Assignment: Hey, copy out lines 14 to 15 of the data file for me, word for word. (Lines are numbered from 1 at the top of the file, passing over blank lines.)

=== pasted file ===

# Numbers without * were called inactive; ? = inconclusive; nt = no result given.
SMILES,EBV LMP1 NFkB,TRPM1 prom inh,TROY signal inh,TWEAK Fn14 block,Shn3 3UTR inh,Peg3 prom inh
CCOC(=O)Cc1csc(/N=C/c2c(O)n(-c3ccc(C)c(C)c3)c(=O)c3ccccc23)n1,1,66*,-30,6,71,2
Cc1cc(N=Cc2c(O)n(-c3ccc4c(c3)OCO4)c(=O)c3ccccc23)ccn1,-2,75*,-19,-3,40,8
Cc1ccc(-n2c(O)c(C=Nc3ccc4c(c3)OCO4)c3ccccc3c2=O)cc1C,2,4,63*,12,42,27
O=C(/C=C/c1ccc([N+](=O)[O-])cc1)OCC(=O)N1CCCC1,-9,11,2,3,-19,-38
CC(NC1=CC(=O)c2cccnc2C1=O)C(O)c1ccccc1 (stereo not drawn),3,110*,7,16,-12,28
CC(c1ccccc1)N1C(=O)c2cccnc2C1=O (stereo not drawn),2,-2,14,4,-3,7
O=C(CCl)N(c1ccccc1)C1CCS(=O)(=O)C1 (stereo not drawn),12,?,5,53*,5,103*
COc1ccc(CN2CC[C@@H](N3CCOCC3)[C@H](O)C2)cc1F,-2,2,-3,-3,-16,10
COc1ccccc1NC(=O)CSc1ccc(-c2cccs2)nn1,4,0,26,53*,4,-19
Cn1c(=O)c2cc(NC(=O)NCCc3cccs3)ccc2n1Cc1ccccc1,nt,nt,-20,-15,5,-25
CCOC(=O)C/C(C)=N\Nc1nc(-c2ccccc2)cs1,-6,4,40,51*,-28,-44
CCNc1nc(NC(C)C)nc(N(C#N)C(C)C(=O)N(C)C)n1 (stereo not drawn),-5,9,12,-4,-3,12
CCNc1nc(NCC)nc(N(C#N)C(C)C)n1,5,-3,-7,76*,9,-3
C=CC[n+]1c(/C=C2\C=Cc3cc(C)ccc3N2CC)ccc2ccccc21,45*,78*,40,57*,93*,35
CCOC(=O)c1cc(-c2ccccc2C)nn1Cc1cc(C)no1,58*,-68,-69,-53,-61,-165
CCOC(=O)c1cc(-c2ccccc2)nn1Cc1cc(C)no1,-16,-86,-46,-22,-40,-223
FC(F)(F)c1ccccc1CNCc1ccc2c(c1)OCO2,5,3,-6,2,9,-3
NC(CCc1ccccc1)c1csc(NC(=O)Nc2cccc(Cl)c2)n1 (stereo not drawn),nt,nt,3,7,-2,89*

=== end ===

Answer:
CCNc1nc(NC(C)C)nc(N(C#N)C(C)C(=O)N(C)C)n1 (stereo not drawn),-5,9,12,-4,-3,12
CCNc1nc(NCC)nc(N(C#N)C(C)C)n1,5,-3,-7,76*,9,-3